Is Bollywood's great Indian family drama finally dead?

Jul 4, 2005 Priyanka Khanna, Jul 3

New Delhi, July 3 (IANS) The great Indian family dramas helped Bollywood dream merchants make millions but with maverick filmmaker Ram Gopal Varma marketing "Sarkar" as a family drama, the archaic magic formula will never be the same again.

Since the time when big star casts and multimillion-rupee budgets lent it utmost respectability, the genre of the great Indian family drama has come a long way.

While the 1940s saw a rush of socials like "Ghar", "Sansar" and "Sasural", the genre was dismissed as "ladies' pictures" that were the preserve of directors like Kalpataru till the 1990s.

Sooraj Barjatya's "Hum Aapke Hain Kaun", which broke all box-office records and established new ones that are benchmarks, gave the genre a new respectability. After that a whole bunch of chachas, mamas, mausis and buas were dished out to fill the frame in practically every film.

Television tycoon Ekta Kapoor used the formula for daily soap operas that were endless processions of saas-bahu confrontations, virtuous endless suffering, shedding of copious tears till justice prevails, evil people meet their nemesis and headstrong (read non-conformist) women get into place.

The popularity of the genre was attributed to nostalgia for a lifestyle gone forever in the post-liberalisation era. "Indian audiences want escapism" - this was the easiest alibi for heads of production houses to churn out facsimiles for the tube and the silver screen.

But Varma's stark reality in "Sarkar" shows family dramas need not only be about endless celebrations. "Sarkar", a story about a family in a powerful position and a man who does things outside the law, has all the elements to lure the general public.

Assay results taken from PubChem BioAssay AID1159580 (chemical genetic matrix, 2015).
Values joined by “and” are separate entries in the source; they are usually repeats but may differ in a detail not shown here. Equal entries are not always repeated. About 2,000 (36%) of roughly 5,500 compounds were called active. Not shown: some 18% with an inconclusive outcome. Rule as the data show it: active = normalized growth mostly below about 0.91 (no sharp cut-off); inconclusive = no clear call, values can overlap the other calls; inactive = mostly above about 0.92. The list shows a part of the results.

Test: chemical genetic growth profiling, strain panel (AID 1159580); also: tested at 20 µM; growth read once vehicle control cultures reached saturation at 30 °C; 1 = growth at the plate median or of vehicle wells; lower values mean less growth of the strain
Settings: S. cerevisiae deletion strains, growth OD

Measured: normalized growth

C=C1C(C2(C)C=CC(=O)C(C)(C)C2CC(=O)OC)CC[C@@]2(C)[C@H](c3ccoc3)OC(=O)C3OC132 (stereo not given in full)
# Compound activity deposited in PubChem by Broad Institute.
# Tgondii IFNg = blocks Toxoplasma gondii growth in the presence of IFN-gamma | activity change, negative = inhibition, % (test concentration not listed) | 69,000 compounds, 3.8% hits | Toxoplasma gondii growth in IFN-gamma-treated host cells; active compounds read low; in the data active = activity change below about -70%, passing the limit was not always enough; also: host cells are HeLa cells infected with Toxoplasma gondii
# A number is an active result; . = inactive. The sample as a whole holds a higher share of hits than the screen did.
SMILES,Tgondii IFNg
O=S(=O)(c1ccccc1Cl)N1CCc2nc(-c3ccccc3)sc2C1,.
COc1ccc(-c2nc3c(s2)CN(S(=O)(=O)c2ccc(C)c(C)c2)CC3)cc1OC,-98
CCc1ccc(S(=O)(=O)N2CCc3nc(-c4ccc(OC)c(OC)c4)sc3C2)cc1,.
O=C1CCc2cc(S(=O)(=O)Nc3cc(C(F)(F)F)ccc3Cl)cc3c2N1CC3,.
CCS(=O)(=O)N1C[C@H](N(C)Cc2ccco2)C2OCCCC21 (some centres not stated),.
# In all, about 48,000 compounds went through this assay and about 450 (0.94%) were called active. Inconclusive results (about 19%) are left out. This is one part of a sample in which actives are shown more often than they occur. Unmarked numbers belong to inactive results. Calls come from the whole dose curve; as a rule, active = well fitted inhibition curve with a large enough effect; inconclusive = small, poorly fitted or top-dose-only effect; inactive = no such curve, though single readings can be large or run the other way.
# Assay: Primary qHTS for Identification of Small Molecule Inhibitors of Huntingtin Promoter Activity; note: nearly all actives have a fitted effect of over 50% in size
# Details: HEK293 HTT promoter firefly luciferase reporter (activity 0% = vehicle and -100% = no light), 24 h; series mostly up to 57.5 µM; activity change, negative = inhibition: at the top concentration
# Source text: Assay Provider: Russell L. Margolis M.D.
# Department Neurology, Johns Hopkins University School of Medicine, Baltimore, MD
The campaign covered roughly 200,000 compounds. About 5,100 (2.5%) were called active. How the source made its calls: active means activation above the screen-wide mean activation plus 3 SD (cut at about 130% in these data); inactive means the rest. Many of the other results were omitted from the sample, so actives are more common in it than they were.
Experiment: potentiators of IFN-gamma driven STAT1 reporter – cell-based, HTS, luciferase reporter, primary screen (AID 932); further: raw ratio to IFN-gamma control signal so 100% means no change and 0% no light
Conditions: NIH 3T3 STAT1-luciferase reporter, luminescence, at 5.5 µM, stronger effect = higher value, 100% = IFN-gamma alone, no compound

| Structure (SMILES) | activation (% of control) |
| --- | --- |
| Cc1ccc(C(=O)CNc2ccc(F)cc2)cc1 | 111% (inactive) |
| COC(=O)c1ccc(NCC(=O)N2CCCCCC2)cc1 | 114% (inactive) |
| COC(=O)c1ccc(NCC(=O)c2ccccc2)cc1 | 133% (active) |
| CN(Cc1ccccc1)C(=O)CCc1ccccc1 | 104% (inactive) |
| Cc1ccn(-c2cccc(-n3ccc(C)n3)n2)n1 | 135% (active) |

"With its strong plot and orientation towards family values, the viewers will find their family in this movie," says Varma.

"Sarkar" has Amitabh Bachchan and Abhishek Bachchan playing the role of father and son and both have turned in remarkable performances. The film also has Katrina Kaif and Kay Kay Menon.

Varma disagrees that his film was inspired by Mario Puzo's literary classic "The Godfather" that Francis Ford Coppola immortalised on celluloid.

Varma's critics are quick to point out that he is trying to position his latest release as a family drama as apposed to yet another take on mafia-land. They say Varma is aware of the mounting criticism that his films glorify gangsters and lend them a level of social respectability.

But beginning with ""Shiva", his first outing in Hindi cinema, Varma has been known not to make films for the viewer within him.

For Amitabh, whose landmark performances include those in "Zanjeer", "Saudagar", "Abhimaan", "Deewaar", "Trishul", "Amar Akbar Anthony", "Don", "Aakhri Raasta", "Agneepath" and the recent "Black", is in his element as he scales new heights.

Bachchan junior has also got more scope to showcase his acting prowess. Kay Kay has outperformed himself in the film.

Trade analyst Taran Adarsh says the film is likely to meet with diverse reactions. Either people will love it or feel unimpressed and continue to long for candyfloss entertainers.

At the box-office, its business will be the best mainly in the Mumbai-Maharashtra belt.

Trade observer Deepa Gehlot says: "The ideal family film today would not slavishly follow the epics, but place things in the context of the 21st century -- not just computers on desks, cell phones in pockets and designer clothes on stars.

"A film where deference towards the family would not clash with individualism. Where a woman who speaks out will not be silenced. Where parents will be friends and companions not deities to be worshipped. Where there will be a level playing field for sons and daughters.

"Where emotion and intellect will not be on opposite sides of the fence."

"Sarkar" may tempt filmmakers to deal with family issues at a more realistic and believable level. It could mean the revival of realistic entertaining family dramas like those by Hrishikesh Mukherjee, Gulzar and Basu Chatterjee.

"They made films about families, which were hugely entertaining, yet plausible. 'Bawarchi' is a fine example. A realistic and very underrated film about urban living was Basu Chatterjee's 'Jeena Yahan'," Gehlot says.

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